Sunday, August 8, 2010

Ayn Rand's "Anthem" Reviewed

For the reader new to the novella Anthem, Ayn Rand’s prose may seem jarring at first. Our narrator, Equality 7-2521, speaks with a sophistication reminiscent of a past age, as well he might, for he lives in a modern dystopian paradise, a glorified Street Sweeper. He speaks in an odd way, referring to himself in a fashion conjuring images of Tolkein’s mind-rotted Gollum: “Our name is Equality 7-2521… We are twenty-one years old.” Yet Equality 7-2521 does not possess a rotten mind; indeed, far from it. Equality thinks too much, and for society, that is too dangerous.

Equality presents a challenge to the collectivist society which has spawned him in a mating ward, as Ayn Rand presented a challenge to the communist idealism that transformed her native Russia. Both valued the individual above the unabated will of the state; and in Rand’s Anthem, Equality exists in a society where individualism has been eradicated. And so Equality speaks from the position of the state: “We are twenty-one years old”, rather from the perspective of the individual: “I am twenty-one years old.” There can be no individual will or self-identification because it interferes with the unchanging metaphysical purpose of the state.

Yet, it is the scholars and the intellectuals who have crafted an individual-deprived state; and it is the common man –the common, lowly street sweeper –that dares to think independently of the state, before understanding just what it is to think independently of the scholars and intellectuals that conform to established patterns of thought. Equality is not just concerned with the labors assigned him by the rulers; he is concerned with and intrigued by the natural world. He “rediscovers” electricity in a tunnel he stumbles upon, and he stumbles upon love when he first sees the girl he refers to ever after as “The Golden One”. Rand ultimately likens Equality to Prometheus, and the Golden One to Gaea, although one might well walk away from Anthem with the understanding that Plato’s chained individual has escaped the cave.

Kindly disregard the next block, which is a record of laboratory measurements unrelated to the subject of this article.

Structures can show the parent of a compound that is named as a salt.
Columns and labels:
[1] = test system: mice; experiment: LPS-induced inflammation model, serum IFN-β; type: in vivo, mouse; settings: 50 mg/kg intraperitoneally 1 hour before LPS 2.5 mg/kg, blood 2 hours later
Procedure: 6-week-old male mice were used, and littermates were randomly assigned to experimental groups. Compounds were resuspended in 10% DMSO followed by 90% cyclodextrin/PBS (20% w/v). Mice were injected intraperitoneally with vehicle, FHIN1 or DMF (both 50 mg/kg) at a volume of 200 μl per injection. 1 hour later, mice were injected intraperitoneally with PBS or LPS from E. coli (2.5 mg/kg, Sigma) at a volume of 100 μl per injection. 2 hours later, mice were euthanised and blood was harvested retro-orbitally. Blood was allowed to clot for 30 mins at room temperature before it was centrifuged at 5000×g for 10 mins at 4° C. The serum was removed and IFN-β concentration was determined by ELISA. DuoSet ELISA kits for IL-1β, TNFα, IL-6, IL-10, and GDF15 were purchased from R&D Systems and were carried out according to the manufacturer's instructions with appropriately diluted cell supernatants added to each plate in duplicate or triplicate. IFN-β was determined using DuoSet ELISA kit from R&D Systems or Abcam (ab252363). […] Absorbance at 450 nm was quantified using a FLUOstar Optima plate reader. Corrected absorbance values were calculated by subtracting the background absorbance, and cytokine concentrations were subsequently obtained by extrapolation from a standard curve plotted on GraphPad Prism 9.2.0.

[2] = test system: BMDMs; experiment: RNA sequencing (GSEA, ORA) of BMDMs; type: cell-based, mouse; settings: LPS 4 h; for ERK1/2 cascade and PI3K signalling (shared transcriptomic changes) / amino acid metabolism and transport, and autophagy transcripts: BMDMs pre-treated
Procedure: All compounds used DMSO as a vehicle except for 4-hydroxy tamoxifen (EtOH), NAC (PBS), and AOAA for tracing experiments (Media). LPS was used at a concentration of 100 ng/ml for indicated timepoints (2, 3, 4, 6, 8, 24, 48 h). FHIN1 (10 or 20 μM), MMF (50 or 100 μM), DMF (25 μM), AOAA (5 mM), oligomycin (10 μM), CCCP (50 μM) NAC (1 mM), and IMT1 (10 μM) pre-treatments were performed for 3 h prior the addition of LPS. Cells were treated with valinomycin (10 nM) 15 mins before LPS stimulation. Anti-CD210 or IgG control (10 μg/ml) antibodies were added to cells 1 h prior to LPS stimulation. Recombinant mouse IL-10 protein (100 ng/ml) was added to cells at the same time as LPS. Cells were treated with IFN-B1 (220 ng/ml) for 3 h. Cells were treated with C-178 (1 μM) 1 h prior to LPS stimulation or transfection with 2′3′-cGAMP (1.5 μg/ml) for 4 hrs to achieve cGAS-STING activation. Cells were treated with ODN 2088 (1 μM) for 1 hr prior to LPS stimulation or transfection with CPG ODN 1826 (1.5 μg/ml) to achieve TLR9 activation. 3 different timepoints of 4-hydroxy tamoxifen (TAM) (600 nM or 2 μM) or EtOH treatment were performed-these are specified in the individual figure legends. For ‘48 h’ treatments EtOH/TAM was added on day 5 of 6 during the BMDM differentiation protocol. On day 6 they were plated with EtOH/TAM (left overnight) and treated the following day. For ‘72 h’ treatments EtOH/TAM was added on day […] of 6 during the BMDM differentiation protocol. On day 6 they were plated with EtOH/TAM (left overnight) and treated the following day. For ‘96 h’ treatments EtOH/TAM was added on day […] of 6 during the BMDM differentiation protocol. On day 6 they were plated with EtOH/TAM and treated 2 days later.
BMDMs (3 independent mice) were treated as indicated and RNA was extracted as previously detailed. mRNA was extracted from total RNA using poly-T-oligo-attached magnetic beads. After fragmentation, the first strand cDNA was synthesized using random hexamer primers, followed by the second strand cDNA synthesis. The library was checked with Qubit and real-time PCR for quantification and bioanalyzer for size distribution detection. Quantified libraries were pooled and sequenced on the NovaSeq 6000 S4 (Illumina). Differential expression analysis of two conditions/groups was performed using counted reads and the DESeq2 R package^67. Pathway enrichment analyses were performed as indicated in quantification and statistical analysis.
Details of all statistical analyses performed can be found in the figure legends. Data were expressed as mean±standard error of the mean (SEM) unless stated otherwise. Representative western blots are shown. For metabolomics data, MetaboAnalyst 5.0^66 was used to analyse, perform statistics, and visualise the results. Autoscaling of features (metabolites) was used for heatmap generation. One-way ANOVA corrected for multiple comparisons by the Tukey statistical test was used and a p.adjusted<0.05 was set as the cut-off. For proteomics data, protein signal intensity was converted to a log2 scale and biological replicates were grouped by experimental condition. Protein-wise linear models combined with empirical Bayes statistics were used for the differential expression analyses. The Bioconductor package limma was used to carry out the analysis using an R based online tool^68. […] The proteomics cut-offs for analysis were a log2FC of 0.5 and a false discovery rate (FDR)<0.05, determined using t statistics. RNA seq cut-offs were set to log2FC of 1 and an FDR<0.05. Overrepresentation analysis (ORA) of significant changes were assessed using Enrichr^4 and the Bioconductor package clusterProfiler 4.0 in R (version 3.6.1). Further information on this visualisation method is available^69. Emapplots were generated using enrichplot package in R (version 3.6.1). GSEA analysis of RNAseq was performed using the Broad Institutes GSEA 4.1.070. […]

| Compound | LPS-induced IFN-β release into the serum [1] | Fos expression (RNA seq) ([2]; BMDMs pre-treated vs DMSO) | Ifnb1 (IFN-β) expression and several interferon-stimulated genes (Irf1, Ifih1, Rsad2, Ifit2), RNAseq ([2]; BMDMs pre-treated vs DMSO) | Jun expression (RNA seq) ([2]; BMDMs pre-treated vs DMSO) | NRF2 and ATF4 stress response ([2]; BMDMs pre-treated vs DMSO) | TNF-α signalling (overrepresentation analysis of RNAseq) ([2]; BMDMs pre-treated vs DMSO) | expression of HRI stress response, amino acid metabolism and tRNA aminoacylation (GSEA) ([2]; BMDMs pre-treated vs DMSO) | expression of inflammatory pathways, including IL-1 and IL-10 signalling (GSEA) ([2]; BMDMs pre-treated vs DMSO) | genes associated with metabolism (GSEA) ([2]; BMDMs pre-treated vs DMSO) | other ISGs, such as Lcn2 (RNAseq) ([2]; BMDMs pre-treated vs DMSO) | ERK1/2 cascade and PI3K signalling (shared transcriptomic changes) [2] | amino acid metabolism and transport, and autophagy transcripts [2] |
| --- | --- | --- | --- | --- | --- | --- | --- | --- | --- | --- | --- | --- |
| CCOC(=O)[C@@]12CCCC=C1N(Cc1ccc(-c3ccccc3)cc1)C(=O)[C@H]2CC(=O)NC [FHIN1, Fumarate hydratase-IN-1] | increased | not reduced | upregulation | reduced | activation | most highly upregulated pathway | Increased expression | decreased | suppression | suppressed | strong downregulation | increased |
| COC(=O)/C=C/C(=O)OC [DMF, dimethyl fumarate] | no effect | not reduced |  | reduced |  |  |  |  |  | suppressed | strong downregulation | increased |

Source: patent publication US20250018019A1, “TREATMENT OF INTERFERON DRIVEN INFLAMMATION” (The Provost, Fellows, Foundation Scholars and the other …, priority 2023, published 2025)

Rand’s Anthem is short and pointed, yet there is a tenderness to her writing that captivates the reader, and draws one away from the overbearing and suffocating city in which Equality dwells. Hopelessness gives way to light, to the love Equality finds in the Golden One, and in himself. It is in these small moments of poetic justice that the reader escapes the city with Equality and the Golden One, following them across the fields and into the woods, to discover relics of a long forgotten past: an old home, clothes of varying colors, and above all, books. It is through learning and understanding that Equality becomes Prometheus, and the Golden One Gaea, and through their leaning that they understand freedom and the individual.

The house becomes Equality’s Walden in certain respects; and he endeavors to begin society anew. Yet it is in Equality’s sense of individualism, so adverse to collectivist orthodoxy, that leads him to declare that he must be free of his brothers to be free. Yet, such an extremist sense of individualism is tempered by his later declaration that he will one day fight for the rights of other men. But Rand did not complete the idea: Freedom isn’t necessarily being free of one’s brothers, but being able to be free among them. Aristotle finds in man a rational, social animal, and Rand’s Equality is already longing for a new society to rediscover the knowledge of the past that paves the way to a better future. Equality can be seen as the progenitor of a social contract, just as the American Founders were the progenitors of the United States Constitution.

Undeniably, one of the most important messages the reader takes away from Rand’s Anthem is one of self-autonomy. Sapped of individual spirit, and will, and choices, the society for which the citizens are mindlessly prepared ceases to progress, and human freedom is systematically sacrificed and destroyed for the preservation of the state. It is not the hallowed halls lined with the intellectual elite or the commanding rooms of leading classes that drive the power of nations. Rather, the power of nations resides in the voluntary state and free condition of its individual people.

(originally published 5/7/10 at

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